The hardest workers are down south: report finds

by Stephanie Zillman28 May 2012

A new workplace survey has revealed Australian employees waste a whopping 23% of the average work day on issues such as tech problems, waiting for approval from a higher authority, and reading and responding to emails.

The survey by Ernst & Young drew together a picture of productivity on the average working day based on responses from more than 2,500 workers from seven different industries. Just two-thirds of the country’s workforce was considered “productive” while more than 3.5 million workers fell below the average at a cost of more than $40bn. The group of respondents with the lowest level of productivity spent just 50% of their time on meaningful work, Neil Plumridge from Ernst & Young said. “Lost productivity impacts the bottom line of both Australian organisations and the broader economy,” Plumridge added.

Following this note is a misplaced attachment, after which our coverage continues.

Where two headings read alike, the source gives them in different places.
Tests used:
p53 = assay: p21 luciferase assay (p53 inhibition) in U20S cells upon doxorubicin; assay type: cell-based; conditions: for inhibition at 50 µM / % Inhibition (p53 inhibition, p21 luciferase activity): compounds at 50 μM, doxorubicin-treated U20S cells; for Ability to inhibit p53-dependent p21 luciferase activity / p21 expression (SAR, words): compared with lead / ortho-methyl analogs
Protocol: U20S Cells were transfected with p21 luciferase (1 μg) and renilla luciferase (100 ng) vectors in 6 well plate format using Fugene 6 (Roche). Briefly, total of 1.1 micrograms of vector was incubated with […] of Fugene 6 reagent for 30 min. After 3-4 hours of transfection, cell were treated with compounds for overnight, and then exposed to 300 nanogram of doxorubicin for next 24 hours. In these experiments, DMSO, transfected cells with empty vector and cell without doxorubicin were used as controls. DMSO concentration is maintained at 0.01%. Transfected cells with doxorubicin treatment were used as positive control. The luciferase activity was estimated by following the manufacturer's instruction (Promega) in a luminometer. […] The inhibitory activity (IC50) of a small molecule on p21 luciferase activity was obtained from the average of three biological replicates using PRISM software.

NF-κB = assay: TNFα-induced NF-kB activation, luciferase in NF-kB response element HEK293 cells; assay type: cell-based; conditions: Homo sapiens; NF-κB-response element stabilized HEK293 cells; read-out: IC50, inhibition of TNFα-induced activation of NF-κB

However, it seems workers in one state are bucking the unproductive trend – Tasmania is home to the nation’s most productive workers. The southern state stood out as having the most productive workers, while South Australia, Victoria and the Northern Territory had the highest ratio of bludgers.

A key finding from the report was that employees who felt their jobs were under threat tended to be less productive. “Workers that feel insecure about their roles or are unsatisfied with their workplace have fallen further down the productivity scale as a result of the current slowdown,” Plumridge commented. Notably, social media use accounted for just 4% of wasted time.

Despite many Australians now working more than eight hours each day, the report showed productivity had not grown over the past decade.


  • by Not Impressed 28/05/2012 2:45:09 PM

    Its hardly fair to call workers "bludgers" when the reasons they're unproductive include 'tech problems, waiting for approval from a higher authority, and reading and responding to emails'. Plus who says that reading and responding to emails is not productive work? Is answering internal and external customers questions via email less productive than via phone or face to face? I would assume it is MORE productive, as I can send the email when I'm ready, whether that be 11pm or 7:30am, and not have to wait until an appropriate time to phone or until the scheduled meeting time.

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